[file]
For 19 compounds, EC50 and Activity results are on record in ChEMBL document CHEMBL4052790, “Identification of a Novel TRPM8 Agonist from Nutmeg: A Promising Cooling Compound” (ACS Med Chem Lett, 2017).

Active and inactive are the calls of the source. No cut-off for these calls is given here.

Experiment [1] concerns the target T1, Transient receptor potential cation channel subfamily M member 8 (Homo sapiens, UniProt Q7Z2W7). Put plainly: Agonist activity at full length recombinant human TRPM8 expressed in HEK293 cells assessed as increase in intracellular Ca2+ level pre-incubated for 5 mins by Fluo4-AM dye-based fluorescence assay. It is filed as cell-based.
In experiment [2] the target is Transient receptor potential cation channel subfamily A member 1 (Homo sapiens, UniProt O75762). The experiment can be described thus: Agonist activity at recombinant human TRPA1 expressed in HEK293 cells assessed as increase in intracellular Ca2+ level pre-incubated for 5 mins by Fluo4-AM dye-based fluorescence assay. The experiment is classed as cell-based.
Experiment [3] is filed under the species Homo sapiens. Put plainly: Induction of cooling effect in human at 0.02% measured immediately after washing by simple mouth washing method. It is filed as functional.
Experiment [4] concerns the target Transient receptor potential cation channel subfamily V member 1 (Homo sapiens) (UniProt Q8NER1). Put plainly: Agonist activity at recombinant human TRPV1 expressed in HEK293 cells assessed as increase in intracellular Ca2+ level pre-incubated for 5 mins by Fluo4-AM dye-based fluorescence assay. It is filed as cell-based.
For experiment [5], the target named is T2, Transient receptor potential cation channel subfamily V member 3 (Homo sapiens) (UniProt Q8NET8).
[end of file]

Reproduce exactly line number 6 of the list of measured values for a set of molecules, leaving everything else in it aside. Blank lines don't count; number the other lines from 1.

Experiment [4] concerns the target Transient receptor potential cation channel subfamily V member 1 (Homo sapiens) (UniProt Q8NER1). Put plainly: Agonist activity at recombinant human TRPV1 expressed in HEK293 cells assessed as increase in intracellular Ca2+ level pre-incubated for 5 mins by Fluo4-AM dye-based fluorescence assay. It is filed as cell-based.